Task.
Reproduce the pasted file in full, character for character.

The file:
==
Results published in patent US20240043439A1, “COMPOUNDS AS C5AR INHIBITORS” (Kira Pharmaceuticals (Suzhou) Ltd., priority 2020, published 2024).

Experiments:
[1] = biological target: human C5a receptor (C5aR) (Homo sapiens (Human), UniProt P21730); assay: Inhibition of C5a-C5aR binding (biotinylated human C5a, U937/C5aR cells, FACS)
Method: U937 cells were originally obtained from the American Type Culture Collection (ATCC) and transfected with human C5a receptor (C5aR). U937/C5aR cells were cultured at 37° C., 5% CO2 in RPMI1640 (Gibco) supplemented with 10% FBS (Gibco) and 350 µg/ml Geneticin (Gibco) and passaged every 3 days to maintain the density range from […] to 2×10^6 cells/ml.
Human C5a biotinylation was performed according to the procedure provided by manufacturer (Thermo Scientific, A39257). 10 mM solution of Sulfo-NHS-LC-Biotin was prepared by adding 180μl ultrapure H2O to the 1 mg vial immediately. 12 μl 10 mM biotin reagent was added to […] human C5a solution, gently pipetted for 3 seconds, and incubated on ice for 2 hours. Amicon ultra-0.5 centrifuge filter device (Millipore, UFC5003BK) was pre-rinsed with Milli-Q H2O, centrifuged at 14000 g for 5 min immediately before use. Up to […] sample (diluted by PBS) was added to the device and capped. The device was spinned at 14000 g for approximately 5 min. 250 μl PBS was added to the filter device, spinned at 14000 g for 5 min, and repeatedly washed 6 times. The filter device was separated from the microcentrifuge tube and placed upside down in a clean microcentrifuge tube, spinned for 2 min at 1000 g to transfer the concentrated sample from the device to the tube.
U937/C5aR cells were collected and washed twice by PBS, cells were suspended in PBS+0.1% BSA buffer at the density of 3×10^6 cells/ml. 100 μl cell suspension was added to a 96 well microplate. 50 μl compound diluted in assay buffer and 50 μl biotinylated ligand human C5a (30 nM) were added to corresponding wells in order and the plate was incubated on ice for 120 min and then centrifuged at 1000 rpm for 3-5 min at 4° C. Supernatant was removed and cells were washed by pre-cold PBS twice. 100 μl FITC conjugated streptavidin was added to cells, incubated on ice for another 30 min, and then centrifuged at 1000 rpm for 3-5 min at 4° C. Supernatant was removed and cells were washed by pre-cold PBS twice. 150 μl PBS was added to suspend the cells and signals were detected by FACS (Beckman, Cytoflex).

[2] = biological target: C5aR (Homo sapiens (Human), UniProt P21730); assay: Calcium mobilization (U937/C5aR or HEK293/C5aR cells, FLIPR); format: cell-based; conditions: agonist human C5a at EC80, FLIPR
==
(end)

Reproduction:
Results published in patent US20240043439A1, “COMPOUNDS AS C5AR INHIBITORS” (Kira Pharmaceuticals (Suzhou) Ltd., priority 2020, published 2024).

Experiments:
[1] = biological target: human C5a receptor (C5aR) (Homo sapiens (Human), UniProt P21730); assay: Inhibition of C5a-C5aR binding (biotinylated human C5a, U937/C5aR cells, FACS)
Method: U937 cells were originally obtained from the American Type Culture Collection (ATCC) and transfected with human C5a receptor (C5aR). U937/C5aR cells were cultured at 37° C., 5% CO2 in RPMI1640 (Gibco) supplemented with 10% FBS (Gibco) and 350 µg/ml Geneticin (Gibco) and passaged every 3 days to maintain the density range from […] to 2×10^6 cells/ml.
Human C5a biotinylation was performed according to the procedure provided by manufacturer (Thermo Scientific, A39257). 10 mM solution of Sulfo-NHS-LC-Biotin was prepared by adding 180μl ultrapure H2O to the 1 mg vial immediately. 12 μl 10 mM biotin reagent was added to […] human C5a solution, gently pipetted for 3 seconds, and incubated on ice for 2 hours. Amicon ultra-0.5 centrifuge filter device (Millipore, UFC5003BK) was pre-rinsed with Milli-Q H2O, centrifuged at 14000 g for 5 min immediately before use. Up to […] sample (diluted by PBS) was added to the device and capped. The device was spinned at 14000 g for approximately 5 min. 250 μl PBS was added to the filter device, spinned at 14000 g for 5 min, and repeatedly washed 6 times. The filter device was separated from the microcentrifuge tube and placed upside down in a clean microcentrifuge tube, spinned for 2 min at 1000 g to transfer the concentrated sample from the device to the tube.
U937/C5aR cells were collected and washed twice by PBS, cells were suspended in PBS+0.1% BSA buffer at the density of 3×10^6 cells/ml. 100 μl cell suspension was added to a 96 well microplate. 50 μl compound diluted in assay buffer and 50 μl biotinylated ligand human C5a (30 nM) were added to corresponding wells in order and the plate was incubated on ice for 120 min and then centrifuged at 1000 rpm for 3-5 min at 4° C. Supernatant was removed and cells were washed by pre-cold PBS twice. 100 μl FITC conjugated streptavidin was added to cells, incubated on ice for another 30 min, and then centrifuged at 1000 rpm for 3-5 min at 4° C. Supernatant was removed and cells were washed by pre-cold PBS twice. 150 μl PBS was added to suspend the cells and signals were detected by FACS (Beckman, Cytoflex).

[2] = biological target: C5aR (Homo sapiens (Human), UniProt P21730); assay: Calcium mobilization (U937/C5aR or HEK293/C5aR cells, FLIPR); format: cell-based; conditions: agonist human C5a at EC80, FLIPR